Here’s Me Here: Further Reflections of a Lapsed Protestant (New Island) by Glenn Patterson is launched on Saturday, June 13th, at 8.30pm, at the Crescent Arts Centre as part of Belfast Book Festival.
What was the first book to make an impression on you?
The Bible. I had nightmares for weeks.
What was your favourite book as a child?
1974 Topical Times Football Annual.
And what is your favourite book or books now?
They are legion (though I still have the Topical Times annual somewhere).
What is your favourite quotation?
A toss-up between the opening lines of The Lovesong of J Alfred Prufrock, and the third line of the second verse of Alone Again Or by Love.
Who is your favourite fictional character?
Barney, the Three Cripples barman in Oliver Twist.
Who is the most under-rated Irish author?
They all are, even the globally famous.
Which do you prefer – ebooks or the traditional print version?
I keep thinking, if I was stranded somewhere, which would burn better, be easier digested, not to say ingested, substitute in extremis for scratchy leaves… ? Print wins every time.
What is the most beautiful book you own?
A four-volume American box set of Lawrence Durrell’s Alexandria Quartet, from 1961, the year I was born. It looks almost too good to read, so I never have.
Where and how do you write?
I have a study containing three guitars, which I play ineptly (ineptlier and ineptliest), two chairs, books, and a desk, which is also a springboard for my cats who, with a choice of ground-floor doors, prefer to leave the house by a first-floor window.
What is the most research you have done for a book?
I have been in deep cover as a middle-aged Northern Irish male for the last 10 years in preparation for Here’s Me Here.
What book changed the way you think about fiction? What book influenced you the most?
USA, John Dos Passos. No question.
What book would you give to a friend’s child on their 18th birthday?
Anna Karenina, in case they weren’t as precocious as I was.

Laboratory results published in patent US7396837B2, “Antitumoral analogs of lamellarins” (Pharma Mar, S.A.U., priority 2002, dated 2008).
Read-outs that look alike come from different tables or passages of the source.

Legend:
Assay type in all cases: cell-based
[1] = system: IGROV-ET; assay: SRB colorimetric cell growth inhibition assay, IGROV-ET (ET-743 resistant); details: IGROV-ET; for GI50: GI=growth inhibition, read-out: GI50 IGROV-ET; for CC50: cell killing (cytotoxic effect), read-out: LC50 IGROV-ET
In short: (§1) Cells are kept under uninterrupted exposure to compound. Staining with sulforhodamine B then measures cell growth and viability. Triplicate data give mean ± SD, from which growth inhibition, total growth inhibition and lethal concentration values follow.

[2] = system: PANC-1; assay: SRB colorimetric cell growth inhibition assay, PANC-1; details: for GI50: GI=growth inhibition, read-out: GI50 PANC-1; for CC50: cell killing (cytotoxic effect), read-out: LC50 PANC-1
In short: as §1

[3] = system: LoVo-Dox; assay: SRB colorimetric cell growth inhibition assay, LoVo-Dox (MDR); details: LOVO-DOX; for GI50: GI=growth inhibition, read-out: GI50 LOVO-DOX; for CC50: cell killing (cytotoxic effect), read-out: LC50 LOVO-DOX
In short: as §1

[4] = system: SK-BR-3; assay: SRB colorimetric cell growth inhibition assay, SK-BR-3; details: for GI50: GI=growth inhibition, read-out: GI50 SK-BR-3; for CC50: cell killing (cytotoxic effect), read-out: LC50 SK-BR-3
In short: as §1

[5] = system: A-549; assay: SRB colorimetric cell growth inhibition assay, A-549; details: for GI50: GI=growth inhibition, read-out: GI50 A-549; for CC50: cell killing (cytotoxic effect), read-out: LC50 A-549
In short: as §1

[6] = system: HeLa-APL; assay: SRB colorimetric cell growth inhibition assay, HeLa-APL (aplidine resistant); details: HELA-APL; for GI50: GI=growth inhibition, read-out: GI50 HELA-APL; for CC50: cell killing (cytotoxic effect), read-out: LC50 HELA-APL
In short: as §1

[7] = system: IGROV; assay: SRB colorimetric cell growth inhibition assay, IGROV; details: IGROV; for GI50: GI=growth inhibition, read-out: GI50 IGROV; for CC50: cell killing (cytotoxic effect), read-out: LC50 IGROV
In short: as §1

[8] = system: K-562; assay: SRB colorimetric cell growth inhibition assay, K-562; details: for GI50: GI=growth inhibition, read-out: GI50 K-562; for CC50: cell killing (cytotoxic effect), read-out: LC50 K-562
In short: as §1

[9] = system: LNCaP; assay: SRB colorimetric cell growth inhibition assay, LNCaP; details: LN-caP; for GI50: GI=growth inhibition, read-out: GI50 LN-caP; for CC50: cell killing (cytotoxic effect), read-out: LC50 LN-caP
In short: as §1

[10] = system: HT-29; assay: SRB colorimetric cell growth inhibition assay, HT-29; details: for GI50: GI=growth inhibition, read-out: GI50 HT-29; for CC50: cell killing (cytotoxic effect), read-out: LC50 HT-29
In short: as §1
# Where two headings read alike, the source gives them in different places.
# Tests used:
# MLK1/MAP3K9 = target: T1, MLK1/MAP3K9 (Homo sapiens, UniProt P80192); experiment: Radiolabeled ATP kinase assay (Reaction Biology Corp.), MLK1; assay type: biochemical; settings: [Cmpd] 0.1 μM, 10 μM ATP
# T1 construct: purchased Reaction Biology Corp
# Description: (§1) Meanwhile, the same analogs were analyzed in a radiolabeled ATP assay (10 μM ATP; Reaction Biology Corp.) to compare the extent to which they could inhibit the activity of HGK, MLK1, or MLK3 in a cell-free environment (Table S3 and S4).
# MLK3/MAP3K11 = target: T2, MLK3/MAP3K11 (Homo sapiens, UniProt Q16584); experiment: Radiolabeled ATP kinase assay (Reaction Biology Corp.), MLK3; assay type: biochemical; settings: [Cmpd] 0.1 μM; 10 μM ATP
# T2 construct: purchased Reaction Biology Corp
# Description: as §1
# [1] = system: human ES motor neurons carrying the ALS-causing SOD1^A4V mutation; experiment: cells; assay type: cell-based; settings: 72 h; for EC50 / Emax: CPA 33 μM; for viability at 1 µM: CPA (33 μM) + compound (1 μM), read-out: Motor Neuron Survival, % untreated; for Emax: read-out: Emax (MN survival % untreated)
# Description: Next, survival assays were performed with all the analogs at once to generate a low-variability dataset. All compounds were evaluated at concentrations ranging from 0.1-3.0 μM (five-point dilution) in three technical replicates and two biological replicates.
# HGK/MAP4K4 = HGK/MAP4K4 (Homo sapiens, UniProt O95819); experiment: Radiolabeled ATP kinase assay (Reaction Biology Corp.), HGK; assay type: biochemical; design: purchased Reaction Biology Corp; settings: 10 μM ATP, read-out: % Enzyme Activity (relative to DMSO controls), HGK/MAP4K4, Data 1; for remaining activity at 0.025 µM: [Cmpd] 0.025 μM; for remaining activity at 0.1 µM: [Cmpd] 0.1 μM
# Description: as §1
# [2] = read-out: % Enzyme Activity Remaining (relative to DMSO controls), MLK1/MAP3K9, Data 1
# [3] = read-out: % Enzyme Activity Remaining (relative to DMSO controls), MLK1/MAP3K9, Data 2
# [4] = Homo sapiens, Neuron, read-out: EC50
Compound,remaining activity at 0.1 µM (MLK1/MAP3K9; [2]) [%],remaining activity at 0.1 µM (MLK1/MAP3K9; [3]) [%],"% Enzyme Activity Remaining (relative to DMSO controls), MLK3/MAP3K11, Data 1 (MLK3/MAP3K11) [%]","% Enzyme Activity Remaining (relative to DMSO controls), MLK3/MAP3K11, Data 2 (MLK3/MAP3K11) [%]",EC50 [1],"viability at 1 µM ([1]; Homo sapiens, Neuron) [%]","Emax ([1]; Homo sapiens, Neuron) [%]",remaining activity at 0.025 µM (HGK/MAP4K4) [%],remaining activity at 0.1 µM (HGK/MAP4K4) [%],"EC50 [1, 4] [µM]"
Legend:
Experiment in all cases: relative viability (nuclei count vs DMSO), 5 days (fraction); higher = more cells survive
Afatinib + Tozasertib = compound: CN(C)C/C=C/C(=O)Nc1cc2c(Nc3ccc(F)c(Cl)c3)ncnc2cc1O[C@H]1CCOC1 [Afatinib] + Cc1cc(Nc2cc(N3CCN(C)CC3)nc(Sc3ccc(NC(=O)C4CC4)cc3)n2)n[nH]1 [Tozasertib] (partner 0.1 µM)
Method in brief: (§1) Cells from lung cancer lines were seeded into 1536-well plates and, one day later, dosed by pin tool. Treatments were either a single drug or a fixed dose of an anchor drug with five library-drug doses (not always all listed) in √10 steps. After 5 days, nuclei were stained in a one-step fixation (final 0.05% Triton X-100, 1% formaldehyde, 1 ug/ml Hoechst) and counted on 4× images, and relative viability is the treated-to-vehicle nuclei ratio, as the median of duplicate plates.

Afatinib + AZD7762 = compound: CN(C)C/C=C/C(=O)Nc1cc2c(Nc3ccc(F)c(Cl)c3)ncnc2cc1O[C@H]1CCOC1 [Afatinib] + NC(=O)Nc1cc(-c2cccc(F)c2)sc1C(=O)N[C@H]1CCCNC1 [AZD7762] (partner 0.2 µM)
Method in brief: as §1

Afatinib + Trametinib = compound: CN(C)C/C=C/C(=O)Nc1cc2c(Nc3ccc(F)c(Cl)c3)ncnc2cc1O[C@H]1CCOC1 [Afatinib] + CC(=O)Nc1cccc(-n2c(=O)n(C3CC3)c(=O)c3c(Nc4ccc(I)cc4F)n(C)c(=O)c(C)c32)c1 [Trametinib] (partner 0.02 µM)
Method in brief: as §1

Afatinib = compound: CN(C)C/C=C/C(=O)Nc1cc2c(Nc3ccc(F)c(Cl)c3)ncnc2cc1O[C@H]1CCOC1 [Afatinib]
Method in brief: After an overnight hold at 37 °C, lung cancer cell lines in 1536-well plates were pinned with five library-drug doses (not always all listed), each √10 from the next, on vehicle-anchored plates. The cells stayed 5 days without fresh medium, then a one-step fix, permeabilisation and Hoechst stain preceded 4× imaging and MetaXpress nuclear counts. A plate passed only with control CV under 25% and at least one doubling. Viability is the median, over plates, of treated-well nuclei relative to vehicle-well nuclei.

What book do you wish you had read when you were young?
Oh, all right, then… Anna Karenina.
What advice would you give to an aspiring author?
Don’t take advice from me.
What weight do you give reviews?
The good ones something in the 12% by volume (and sparkling) range, the bad ones, 40% plus.
Where do you see the publishing industry going?
On, quirkily, fuelled by gripes.
What writing trends have struck you lately?
They’re getting younger, the writers, or I am getting older.
What lessons have you learned about life from reading?
That I will not live long enough to read the half of what I want to.
What has being a writer taught you?
All that money you get? It’s taxable.
Which writers, living or dead, would you invite to your dream dinner party?
Dead writers at a dinner party? Are you sick?
What is the funniest scene you’ve read?
Robert McLiam Wilson's giant-dildo-refund passage in Eureka Street takes some beating.
What is your favourite word?
Two: ‘Would you?’ (Wait, a third: ‘Yes.’)
If you were to write a historical novel, which event or figure would be your subject?
I did write one, set in 1831, named for a Belfast inn, The Mill For Grinding Old People Young. If it had arrived with a bow on top it could not have been more of a gift of a title.
What sentence or passage or book are you proudest of?
It being one of the sins in that book that gave me nightmares as a child I try to give pride a wide berth. Unless that in itself is a form of pride, in which case I’m fucked.
What is the most moving book or passage you have read?
I was ambushed more than once by The Dharma Bums. Who knew? (Everyone in the reading world, apparently, apart from me.)
If you have a child, what book did you most enjoy reading to them?
Goodnight Moon and, a bit later, Ernst Gombrich’s A Little History of the World.
Glenn Patterson is the author of the novels Burning Your Own; Fat Lad; Black Night at Big Thunder Mountain, The International; Number 5; That Which Was; The Third Party; The Mill for Grinding Old People Young; and The Rest Just Follows; and non-fiction titles Lapsed Protestant; and Once Upon a Hill: Love in Troubled Times. He has won the Rooney Prize for Irish Literature and the Betty Trask Award. His co-written screenplay for Good Vibrations was nominated for the 2014 Outstanding Debut Bafta.